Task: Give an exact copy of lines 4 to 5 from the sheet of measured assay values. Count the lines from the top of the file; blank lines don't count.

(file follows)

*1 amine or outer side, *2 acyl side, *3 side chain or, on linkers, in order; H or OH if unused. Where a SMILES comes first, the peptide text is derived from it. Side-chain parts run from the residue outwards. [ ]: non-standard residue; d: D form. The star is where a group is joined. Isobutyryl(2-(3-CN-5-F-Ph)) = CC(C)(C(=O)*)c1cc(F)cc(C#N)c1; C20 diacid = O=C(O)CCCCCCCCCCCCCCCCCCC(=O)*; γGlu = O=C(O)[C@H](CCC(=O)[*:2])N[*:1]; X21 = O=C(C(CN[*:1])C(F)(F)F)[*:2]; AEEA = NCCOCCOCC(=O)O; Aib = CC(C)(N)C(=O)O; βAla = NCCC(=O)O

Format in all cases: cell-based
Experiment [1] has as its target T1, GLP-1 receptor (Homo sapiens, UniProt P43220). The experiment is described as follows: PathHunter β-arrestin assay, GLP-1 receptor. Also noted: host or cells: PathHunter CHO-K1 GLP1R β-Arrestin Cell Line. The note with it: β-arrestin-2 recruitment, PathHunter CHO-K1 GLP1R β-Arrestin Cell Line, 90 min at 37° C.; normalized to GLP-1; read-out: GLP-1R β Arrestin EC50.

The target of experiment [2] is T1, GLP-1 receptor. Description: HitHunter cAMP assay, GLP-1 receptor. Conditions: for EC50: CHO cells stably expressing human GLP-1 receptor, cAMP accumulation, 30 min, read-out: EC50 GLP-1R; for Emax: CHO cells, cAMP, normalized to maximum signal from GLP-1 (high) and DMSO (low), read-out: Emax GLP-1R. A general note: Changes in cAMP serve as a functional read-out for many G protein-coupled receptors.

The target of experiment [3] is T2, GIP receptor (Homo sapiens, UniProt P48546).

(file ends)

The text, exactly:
The target of experiment [2] is T1, GLP-1 receptor. Description: HitHunter cAMP assay, GLP-1 receptor. Conditions: for EC50: CHO cells stably expressing human GLP-1 receptor, cAMP accumulation, 30 min, read-out: EC50 GLP-1R; for Emax: CHO cells, cAMP, normalized to maximum signal from GLP-1 (high) and DMSO (low), read-out: Emax GLP-1R. A general note: Changes in cAMP serve as a functional read-out for many G protein-coupled receptors.

The target of experiment [3] is T2, GIP receptor (Homo sapiens, UniProt P48546).